By Stefan J. Bos, Chief International Correspondent Bosnewslife
PRAGUE/BUDAPEST (BosNewsLife)– Authorities in parts of Central and Eastern Europe have issued disaster warnings as heavy rain has caused flooding that left several people dead or missing.
The situation seemed especially serious in the Czech Republic where Prime Minister Petr Necas said already “200 soldiers have been deployed so far” to help local authorities in the capital Prague and other areas.
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Flood barriers were erected in Prague for the first time since 2002, when the capital was crippled, with whole districts under water and animals drowned in the local zoo.
Fire fighters and security forces could be seen seen placing metal walls along the Vltava river to prevent this city of 1.3 million people from flooding. Czech troops desperately tried to protect Prague’s historic center, a UNESCO heritage site boasting hundreds of well-preserved buildings, churches and monuments dating back mostly to the 14th Century, including the Charles Bridge that straddles the Vltava.
They also began evacuating Prague’s Francis Hospital and other sites following a new heavy downpour in the city and across the nation.
Authorities warned thousands of people could be forced to evacuate in Prague and Interim Mayor Tomas Hudecek said parts of the capital’s crucial subway system may be closed. “Due to the current situation, I have declared a state of danger for the area of the capital city,” added acting mayor Tomas Hudecek.
Elsewhere in the country, including in the northern town of Hostinne, rescuers used helicopters to save local people. But for some help came to late. Among the victims was a woman in Trebenice, near Prague, who was reportedly found dead in the rubble after a summer cottage collapsed due to the raging water.
Several other people were missing and rising rivers forced evacuations, highway closures and the shutting of rail lines throughout western and southern Bohemia regions.
Residents recalled floods in 2002 that killed 17 people, forced tens of thousands from their homes, drowned animals of the city’s zoo and caused several billion dollars of damage across Prague alone.
Following that disaster, the Czech government spent $150 million to install an anti-flooding system, but it remained unclear Sunday, June 2, whether enough had been done to prevent another catastrophe.
In Germany, where at least four people have died or are missing, Chancellor Angela Merkel promised federal support for affected areas and said the army would be deployed if necessary.
Several cities including Chemnitz in the east, and Passau and Rosenheim in the south, issued disaster warnings. Officials said Passau, located at the confluence of three rivers, could see waters rise above record level of 2002.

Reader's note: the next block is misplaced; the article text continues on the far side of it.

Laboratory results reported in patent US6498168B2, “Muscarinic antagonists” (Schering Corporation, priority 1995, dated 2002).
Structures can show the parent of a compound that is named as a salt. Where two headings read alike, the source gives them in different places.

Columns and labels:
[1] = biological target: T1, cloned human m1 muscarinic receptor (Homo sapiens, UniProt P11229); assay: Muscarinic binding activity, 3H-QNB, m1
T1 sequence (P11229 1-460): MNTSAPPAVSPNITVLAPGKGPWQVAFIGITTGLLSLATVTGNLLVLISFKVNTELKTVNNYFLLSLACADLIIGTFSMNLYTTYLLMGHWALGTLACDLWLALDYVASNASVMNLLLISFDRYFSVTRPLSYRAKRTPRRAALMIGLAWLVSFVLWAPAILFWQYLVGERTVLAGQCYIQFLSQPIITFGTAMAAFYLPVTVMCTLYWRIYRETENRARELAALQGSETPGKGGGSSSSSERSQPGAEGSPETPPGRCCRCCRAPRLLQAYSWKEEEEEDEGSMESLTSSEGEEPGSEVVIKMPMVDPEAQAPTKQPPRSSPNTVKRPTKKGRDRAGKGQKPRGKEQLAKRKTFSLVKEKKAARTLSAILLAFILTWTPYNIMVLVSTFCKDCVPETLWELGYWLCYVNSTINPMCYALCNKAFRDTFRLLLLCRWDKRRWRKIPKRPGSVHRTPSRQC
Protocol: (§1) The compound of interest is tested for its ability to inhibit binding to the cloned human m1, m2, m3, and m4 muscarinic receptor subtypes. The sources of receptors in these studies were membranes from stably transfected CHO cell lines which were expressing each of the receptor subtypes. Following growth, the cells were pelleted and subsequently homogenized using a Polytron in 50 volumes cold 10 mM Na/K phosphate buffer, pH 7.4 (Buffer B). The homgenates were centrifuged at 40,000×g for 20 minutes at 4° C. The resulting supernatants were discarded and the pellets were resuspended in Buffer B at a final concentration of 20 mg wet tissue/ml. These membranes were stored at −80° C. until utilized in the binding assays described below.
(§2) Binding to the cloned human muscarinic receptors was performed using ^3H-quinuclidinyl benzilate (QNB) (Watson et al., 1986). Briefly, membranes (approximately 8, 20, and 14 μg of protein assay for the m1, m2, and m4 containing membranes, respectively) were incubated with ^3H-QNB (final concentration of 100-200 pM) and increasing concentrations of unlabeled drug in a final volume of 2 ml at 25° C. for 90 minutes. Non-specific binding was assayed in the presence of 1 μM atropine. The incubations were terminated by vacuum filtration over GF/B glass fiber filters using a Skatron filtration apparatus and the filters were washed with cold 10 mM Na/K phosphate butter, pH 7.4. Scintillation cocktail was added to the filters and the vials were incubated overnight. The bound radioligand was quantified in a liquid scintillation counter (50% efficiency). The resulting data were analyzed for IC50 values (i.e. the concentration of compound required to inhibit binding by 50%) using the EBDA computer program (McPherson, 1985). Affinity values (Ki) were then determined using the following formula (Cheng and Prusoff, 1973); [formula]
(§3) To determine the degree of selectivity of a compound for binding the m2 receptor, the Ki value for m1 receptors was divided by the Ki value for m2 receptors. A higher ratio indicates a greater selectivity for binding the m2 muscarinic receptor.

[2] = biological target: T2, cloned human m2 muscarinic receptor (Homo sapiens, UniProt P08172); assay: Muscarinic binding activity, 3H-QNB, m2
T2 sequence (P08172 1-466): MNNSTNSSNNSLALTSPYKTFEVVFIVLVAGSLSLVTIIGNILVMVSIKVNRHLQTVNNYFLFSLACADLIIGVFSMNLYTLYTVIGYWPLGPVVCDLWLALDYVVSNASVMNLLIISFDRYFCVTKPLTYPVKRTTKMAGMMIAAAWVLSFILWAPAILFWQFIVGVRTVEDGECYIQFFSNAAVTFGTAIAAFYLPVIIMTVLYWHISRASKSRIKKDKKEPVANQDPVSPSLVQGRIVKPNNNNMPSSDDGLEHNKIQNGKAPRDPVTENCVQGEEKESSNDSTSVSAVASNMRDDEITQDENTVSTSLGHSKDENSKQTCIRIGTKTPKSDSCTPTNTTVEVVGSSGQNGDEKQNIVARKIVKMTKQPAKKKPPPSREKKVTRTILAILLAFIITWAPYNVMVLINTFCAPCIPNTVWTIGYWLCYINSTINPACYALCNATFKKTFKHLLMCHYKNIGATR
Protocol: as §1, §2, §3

Large stretches of the Rhine, Main and Neckar rivers have been closed to ship traffic. Evacuations are also taking place in neighboring Austria and Switzerland.
The Danube and other Austrian rivers have flooded, swamping entire villages, with some houses covered to the first floor, witnesses said. The fire brigade worked overnight to pump out cellars and important infrastructure buildings and to keep the roads clear. An electric power station was reportedly under water in the Austrian town of Salzburg.
In neighboring Hungary, authorities in the capital Budapest reported flooding in some areas, including an underground garage near Parliament, with massive flooding expected Tuesday, June 4, when the lower embankment of the rising Danube was expected to be under water.
Meteorologists were predicting the rainfall will ease in the coming days, but that announcement did little to ease rescue workers battling the rising rivers across the region.
It comes at a time of concerns about ailing infrastructure in especially cash-strapped Eastern Europe, which has seen heavy flooding in the past.
Floods along with droughts and forest fires – all of which are cross-border hazards – are among the main risks for especially South Eastern Europe, said the United Nations Office for Disaster Risk Reduction (UNISDR) earlier this month.
The UNISDR has suggested that “climate change and variations could lead to more frequent and severe disasters related to weather, water and climate in the region.” Yet, some skeptical scientists and politicians, including former Czech President Vaclav Klaus, have raised doubts about the evidence for global warming. (With additional reporting from the region).
(BosNewsLife’s NEWS WATCH is a regular look at key general news developments from especially, but not limited to, (former) Communist countries and other autocratic states impacting the Church and/or other compassionate professionals).
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